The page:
The Maya calendar isn’t unique. It’s based on one used in several pre-Columbian Mesoamerican civilisations, with early roots going back to at least the 5th century BCE. It has much in common with earlier civilisations like the Zapotec and Olmec, and later ones like the Mixtec and the Aztec. The calendar consists of multiple cycles of differing lengths which are used simultaneously.
THE HAAB: This is a 365-day solar calendar divided into 19 months. One of the 19 is just 5 days long, with the other 18 stretching to 20 days each. On the coin, the representative glyphs can be seen in the inner ring surrounding the portrait. Each represents a monthly personality.
THE TZOLKIN: Meaning ‘the distribution of the days’, the Tzolkin is a 260-day calendar comprised of twenty, 13-day periods. Its primary function was to set the time of religious and ceremonial events. The next ring out as depicted on the coin has them represented by alternating symbols of triangles and ‘castles’.
THE LONG COUNT: Also called the Universal Cycle, each one is a staggering 2.88 million days in length. This ties in with the destruction myth that entered popular culture in 2012, as each cycle is said to end with the destruction and recreation of the universe. It is currently accepted that this calendar began on August 11, 3114 BCE in the Gregorian calendar.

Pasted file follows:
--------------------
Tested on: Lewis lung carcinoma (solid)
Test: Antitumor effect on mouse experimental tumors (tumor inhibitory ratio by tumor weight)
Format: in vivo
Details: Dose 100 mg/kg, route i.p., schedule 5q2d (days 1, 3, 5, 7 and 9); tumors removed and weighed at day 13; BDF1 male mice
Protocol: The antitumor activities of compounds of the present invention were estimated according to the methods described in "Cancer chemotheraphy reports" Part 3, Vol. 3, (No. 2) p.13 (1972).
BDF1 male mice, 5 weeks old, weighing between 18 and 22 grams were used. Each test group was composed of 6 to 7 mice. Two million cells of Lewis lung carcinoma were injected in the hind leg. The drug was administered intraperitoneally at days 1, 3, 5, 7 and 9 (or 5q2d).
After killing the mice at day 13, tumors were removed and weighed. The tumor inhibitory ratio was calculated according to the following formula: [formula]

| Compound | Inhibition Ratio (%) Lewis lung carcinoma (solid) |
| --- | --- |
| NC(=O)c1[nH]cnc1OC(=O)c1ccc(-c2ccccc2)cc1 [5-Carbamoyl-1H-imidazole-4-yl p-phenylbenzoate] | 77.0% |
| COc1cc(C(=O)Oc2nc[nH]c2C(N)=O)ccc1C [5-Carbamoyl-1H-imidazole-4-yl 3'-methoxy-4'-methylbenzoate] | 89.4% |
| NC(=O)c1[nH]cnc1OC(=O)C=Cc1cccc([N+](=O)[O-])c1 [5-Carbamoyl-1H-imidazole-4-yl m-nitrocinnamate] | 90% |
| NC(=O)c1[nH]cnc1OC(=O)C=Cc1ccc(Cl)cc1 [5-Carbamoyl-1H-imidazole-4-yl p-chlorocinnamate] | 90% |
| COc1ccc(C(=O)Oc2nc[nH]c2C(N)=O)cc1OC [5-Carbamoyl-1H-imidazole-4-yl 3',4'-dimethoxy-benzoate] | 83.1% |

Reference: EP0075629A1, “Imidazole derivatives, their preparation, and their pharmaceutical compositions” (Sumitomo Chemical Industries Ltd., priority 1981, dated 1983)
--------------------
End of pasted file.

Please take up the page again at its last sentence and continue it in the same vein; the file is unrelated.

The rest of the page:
The result of combining the three is a Calendar Round. Each round has 18,980 unique date combinations and they are used to define the days in a 52-year cycle. This is a simplified description of this overly complicated system for recording the date, and it’s of no surprise that its use didn’t spread further, although there are still communities in the region that use it. The good news is that we’ll have to wait almost 8,000 years for the next round of crap Hollywood doomsday movies to be released…